CARSON CITY - The Nevada Constitution limits the governor and other state elected officials to two terms, and Gov. Kenny Guinn is extending that policy to major state boards and commissions.
After a person has served eight to 10 years on a board, it's time to give somebody else a chance, Guinn says.
''There are a lot of commissions we're looking at,'' says Guinn. ''And there is a variety of people who have never had a chance to serve who would like to serve.''
The Nevada Gaming Commission and the state Athletic Commission, two of the most sought-after appointments by citizens, are examples of boards that have members appointed by the governor.
Carrying out the policy isn't easy, as shown by the case of Dr. James Nave, who served on the Nevada Athletic Commission for 11 years. He's a longtime personal friend of Guinn's. But to give somebody else a chance, Guinn named Amy Ayoub of Las Vegas to succeed Nave.
''We all know people who serve in these public positions, even if they are appointed by another governor,'' Guinn said. ''It's not that they are not doing a good job.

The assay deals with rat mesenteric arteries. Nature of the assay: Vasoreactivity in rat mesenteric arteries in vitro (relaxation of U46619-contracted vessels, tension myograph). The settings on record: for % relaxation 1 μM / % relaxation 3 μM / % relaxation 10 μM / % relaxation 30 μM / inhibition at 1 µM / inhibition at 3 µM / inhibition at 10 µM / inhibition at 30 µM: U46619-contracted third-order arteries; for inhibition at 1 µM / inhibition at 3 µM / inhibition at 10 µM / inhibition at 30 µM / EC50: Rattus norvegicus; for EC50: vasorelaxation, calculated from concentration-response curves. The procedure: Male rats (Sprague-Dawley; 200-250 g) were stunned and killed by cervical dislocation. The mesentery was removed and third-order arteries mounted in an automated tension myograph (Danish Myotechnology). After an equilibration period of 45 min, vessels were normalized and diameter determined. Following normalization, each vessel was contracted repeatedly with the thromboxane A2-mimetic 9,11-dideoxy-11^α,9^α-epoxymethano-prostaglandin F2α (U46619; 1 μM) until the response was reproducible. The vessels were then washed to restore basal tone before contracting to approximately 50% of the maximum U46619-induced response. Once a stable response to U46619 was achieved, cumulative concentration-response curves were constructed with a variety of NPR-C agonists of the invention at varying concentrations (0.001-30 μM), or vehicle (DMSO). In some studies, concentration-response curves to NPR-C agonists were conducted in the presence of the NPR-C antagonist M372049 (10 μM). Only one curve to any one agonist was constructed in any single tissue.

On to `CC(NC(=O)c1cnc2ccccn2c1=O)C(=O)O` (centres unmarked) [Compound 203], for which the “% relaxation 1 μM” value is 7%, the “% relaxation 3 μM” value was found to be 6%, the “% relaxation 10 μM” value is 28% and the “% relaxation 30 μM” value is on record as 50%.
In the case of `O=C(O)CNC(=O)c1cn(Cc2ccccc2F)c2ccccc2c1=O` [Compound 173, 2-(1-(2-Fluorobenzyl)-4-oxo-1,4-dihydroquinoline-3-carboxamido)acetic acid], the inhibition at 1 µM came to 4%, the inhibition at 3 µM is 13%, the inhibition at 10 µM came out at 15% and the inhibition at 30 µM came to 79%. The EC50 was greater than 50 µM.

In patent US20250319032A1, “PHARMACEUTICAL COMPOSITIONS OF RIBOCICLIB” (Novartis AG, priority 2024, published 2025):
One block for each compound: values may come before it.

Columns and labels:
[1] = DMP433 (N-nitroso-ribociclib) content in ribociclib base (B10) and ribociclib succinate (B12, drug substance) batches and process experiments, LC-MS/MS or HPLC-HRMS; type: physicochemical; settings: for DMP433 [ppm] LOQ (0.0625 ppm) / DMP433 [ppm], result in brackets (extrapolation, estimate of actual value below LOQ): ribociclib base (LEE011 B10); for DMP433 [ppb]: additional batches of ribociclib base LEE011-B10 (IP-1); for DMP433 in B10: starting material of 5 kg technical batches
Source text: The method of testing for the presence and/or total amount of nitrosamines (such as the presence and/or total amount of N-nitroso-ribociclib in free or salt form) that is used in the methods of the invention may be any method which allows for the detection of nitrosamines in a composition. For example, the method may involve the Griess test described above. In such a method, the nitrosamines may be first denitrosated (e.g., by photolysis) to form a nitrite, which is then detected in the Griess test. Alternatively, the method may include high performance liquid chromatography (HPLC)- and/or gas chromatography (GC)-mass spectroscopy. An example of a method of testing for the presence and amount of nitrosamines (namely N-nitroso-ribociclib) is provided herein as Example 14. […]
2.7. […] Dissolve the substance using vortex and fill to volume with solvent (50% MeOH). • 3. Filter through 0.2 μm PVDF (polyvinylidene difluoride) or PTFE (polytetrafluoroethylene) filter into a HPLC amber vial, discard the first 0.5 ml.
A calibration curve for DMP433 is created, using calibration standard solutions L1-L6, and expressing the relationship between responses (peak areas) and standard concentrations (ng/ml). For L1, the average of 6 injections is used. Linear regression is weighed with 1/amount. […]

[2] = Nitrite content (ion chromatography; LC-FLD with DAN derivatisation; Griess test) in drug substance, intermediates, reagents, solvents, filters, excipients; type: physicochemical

''It's just opening it up to ... allow some turnover so other people can get the opportunity.''
''Generally speaking, when people know that's what it is when they go in there (two terms), you don't have to wait until they can no longer do the job or maybe there is a problem after 15 or 20 years,'' he said.
Most of these jobs receive little pay. For instance, members of the Athletic Commission get $80 a day for each meeting.
Former Gov. Bob Miller, early in his administration, said he would start the policy. But later on, the governor reappointed some people to third or even fourth terms.
The policy probably won't apply to minor boards and commissions, which Guinn acknowledges ''are very tough to fill.''